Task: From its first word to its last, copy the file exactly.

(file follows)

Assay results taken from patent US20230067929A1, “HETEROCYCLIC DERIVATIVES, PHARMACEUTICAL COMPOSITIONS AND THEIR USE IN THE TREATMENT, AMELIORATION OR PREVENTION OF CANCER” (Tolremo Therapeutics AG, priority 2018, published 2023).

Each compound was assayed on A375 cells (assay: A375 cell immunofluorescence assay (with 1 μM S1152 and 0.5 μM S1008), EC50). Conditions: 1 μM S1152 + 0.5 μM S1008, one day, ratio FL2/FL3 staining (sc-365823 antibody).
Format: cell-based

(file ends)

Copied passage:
Assay results taken from patent US20230067929A1, “HETEROCYCLIC DERIVATIVES, PHARMACEUTICAL COMPOSITIONS AND THEIR USE IN THE TREATMENT, AMELIORATION OR PREVENTION OF CANCER” (Tolremo Therapeutics AG, priority 2018, published 2023).

Each compound was assayed on A375 cells (assay: A375 cell immunofluorescence assay (with 1 μM S1152 and 0.5 μM S1008), EC50). Conditions: 1 μM S1152 + 0.5 μM S1008, one day, ratio FL2/FL3 staining (sc-365823 antibody).
Format: cell-based